Saturday, October 22, 2005
Brief on Angkor
I'm back. Apologies to those of you bored at work who kept opening my blog looking for a distraction and had to resort to the smh or equivalent! I have been pretty busy since my last post a month ago. A week of orientation in Phnom Penh (mostly very frustrating house hunting - but with a very happy ending), then a week in Siem Reap over P'chum Ben - a buddhist festival and finally starting work. By the time I started work two weeks ago, I'd almost forgotten that's what I was here for. More about our gorgeous house (and doggies) later.
The week in Siem Reap was fantastic! Jono had organised it all... partly for our 4 year anniversary... We arrived around 6pm in the pouring rain at the bus station where you hop off the bus into a sea of moto and tuk tuk drivers all yelling at you to go with them. Fortunately, we could happily wave away the hordes because were greeted by a smiling driver holding a large sign with "The Golden Banana Welcomes...Jonathan" - with the name written inside a massive yellow banana. Our tuk tuk had heart shaped plastic windows protecting us from the driving rain.
The rain had stopped by the morning so we hired bikes, bought our one week pass and headed off for Angkor Wat! We only ended up using 4 days of the pass but could have a day off also which helped prevent the common Siem Reap disease of Temple Fatigue or being 'Templed out'. Cycling was an excellent way to get around - as long as we avoided riding back when ALL the tour buses made the trip - before sunrise and after sunset in particular. The first day we climbed all around Angkor and tried to decipher the bas reliefs with the help of our guide books. We also rode to Ta Phrom (the 'tomb raider' one with all the overgrown trees). Both temples were amazing and different. If you know the old lonely planet with an old man at Ta Phrom on the cover, you can still find him there - selling copies of 'his' LP. We didn't have the heart to tell him that he's been superseded by monks walking through lotus.
After our first day - sore bums and all from riding - we decided to take a day off. We went to lunch at a butterfly garden and happened to arrive just as a new intake of butterflies were about to be released. The English guy who owns the place pays local kids to catch the insects. Big butterflies are worth 100 riel (2.5 cents), dead butterflies are worth nothing but torn wings are fine. He told us that the kids are from a really poor village and this bug catching is paying for school. It took way over an hour for all 38 kids to have their catch counted and released and to be paid. It was a very colourful and amusing if not a bit laborious.
I never knew butterflies could be held like that!
Back to the temples. Day two we left the Golden Banana at 5am by tuk tuk to see Angkor silhouetted by sunrise. We took dozens of photos but felt envious of Cindy (another ayad and professional photographer) who came with us with her 1000 Mega pixel (or whatever) camera and tripod. Straight after sunrise we went to catch the 'good light' on the faces at the Bayon. This temple was again so amazing and different to the others. I think what struck me the most was the scale and the variety in the designs and details at all the temples. However there are so many that you do get a bit confused with some of the more similar ones at the end of four days. We went back to Bayon the last day but got distracted watching monkeys outside the temple and never made it back in. The young monkeys were climbing up a tree and jumping from a high branch into a small lake for fun then swimming back to the shore and doing it all over again. They were just like human children - but better and faster at climbing trees. I had never seen monkeys even swim before - they were so cute.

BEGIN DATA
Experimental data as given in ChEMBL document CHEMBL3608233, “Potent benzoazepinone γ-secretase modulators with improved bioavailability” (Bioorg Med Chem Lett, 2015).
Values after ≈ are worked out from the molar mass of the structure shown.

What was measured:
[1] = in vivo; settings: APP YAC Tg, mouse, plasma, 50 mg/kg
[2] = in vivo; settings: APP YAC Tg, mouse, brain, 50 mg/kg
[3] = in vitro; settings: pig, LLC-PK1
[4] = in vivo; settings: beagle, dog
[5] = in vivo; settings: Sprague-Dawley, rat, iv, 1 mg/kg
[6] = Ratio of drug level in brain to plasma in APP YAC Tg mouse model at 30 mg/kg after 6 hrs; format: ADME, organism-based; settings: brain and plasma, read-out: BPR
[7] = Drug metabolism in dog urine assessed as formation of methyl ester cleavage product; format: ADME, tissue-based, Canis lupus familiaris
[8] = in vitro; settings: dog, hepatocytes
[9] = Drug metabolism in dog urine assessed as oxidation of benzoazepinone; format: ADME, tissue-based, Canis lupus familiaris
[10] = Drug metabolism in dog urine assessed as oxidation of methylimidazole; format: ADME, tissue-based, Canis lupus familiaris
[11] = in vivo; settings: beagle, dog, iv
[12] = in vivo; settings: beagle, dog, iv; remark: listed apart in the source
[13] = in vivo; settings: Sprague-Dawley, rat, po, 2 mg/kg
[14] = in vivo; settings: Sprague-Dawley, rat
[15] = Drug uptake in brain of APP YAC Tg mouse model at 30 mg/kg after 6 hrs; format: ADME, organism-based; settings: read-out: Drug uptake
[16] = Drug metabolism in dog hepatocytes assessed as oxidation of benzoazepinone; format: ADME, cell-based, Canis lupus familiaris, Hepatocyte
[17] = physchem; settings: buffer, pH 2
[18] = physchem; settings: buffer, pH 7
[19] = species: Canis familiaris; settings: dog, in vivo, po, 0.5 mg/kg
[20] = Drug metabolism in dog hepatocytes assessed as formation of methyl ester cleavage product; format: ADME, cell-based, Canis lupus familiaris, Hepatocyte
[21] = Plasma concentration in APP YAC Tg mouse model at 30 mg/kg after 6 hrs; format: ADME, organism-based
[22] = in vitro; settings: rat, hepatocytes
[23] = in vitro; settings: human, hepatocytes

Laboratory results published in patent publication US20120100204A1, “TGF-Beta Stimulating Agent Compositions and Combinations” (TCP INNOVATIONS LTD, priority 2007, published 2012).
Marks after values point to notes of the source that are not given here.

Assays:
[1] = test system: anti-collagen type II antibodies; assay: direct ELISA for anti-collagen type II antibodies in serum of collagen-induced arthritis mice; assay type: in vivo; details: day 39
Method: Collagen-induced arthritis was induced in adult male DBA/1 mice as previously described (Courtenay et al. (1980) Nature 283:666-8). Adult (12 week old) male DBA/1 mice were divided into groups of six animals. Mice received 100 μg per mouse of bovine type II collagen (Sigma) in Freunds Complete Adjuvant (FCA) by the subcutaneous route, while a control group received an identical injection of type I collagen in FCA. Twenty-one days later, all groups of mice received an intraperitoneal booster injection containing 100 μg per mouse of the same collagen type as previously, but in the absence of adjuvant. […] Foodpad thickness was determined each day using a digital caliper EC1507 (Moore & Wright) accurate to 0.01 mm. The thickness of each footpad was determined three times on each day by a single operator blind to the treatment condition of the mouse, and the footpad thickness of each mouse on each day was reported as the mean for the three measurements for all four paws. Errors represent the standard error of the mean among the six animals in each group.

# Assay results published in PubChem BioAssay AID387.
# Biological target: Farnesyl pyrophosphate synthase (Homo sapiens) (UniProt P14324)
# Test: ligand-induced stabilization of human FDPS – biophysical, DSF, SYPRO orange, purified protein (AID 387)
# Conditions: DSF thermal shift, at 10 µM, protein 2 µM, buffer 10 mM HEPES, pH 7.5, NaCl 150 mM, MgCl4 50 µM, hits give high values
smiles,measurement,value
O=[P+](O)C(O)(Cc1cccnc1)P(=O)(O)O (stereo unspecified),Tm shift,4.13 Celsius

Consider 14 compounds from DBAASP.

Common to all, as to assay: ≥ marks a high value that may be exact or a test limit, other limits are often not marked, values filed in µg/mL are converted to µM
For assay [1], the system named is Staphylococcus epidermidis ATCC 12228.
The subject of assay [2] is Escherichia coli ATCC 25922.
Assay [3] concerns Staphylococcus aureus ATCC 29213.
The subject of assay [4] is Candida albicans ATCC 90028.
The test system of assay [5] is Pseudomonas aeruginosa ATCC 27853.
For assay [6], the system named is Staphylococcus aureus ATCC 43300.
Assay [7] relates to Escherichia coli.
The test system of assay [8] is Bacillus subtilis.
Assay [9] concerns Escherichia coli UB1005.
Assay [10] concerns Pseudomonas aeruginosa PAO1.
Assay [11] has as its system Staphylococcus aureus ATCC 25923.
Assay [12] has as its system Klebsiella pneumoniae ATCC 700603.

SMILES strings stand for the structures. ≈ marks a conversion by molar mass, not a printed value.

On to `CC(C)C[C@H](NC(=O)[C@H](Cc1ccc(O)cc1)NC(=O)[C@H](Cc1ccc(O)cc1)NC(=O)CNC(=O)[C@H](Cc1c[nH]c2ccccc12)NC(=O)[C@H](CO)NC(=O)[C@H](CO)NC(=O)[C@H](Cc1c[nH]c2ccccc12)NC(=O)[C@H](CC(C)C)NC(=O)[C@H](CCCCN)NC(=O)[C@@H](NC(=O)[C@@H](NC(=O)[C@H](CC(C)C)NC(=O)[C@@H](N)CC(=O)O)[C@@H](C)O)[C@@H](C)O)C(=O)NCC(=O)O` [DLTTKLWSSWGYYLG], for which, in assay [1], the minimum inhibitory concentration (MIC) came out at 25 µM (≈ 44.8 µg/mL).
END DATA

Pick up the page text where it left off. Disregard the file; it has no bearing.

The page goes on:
Another great thing was Jono being able to have conversations in Khmer. It meant we could chat with the little kids selling bracelets and stuff and randoms monks and other people around the temples. I think we were shown some great things that we would have missed otherwise. I start Khmer classes on Monday!
After SR we caught the boat to Battambang which was also fantastic, particularly seeing all the floating villages on the Tonle Sap lake. These people literally live on water - with their dogs, cats, chickens, sometimes even cows and crocodiles. The boat trip did feel a bit long and crowded after a while though. There was a small amusing interlude when my empty water bottle was commandeered by furious hand signals as an emergency toilet for a little boy.
I only stayed in Battambang one night as I had to come back to PP to move into my new house! More on that later!
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Though resided in the bustling of people and modern-day activities, designer Han Loke Kwang was still asked to design a house in the busy city to have a sense of a tropical forest resort with serenity and freshness.
As successful furniture shop in Cambodia construction materials informed, plants were installed behind the basins to give a sense of wilderness. The concept was stretched with the use of balau timber as floorboards for water drainage.
"The space is well-lit and ventilated by a long strip window and a skylight above the bathtub and shower." Spoke the designer. "The bath is lined with homogenous Hard Black tiles, and acts as a centerpiece to the bathroom," says Kwang.
"The translucent blinds create a soft, diffused light when the sun is behind them. And they screen out a nearby condominium block, which could otherwise have dominated the outlook." He added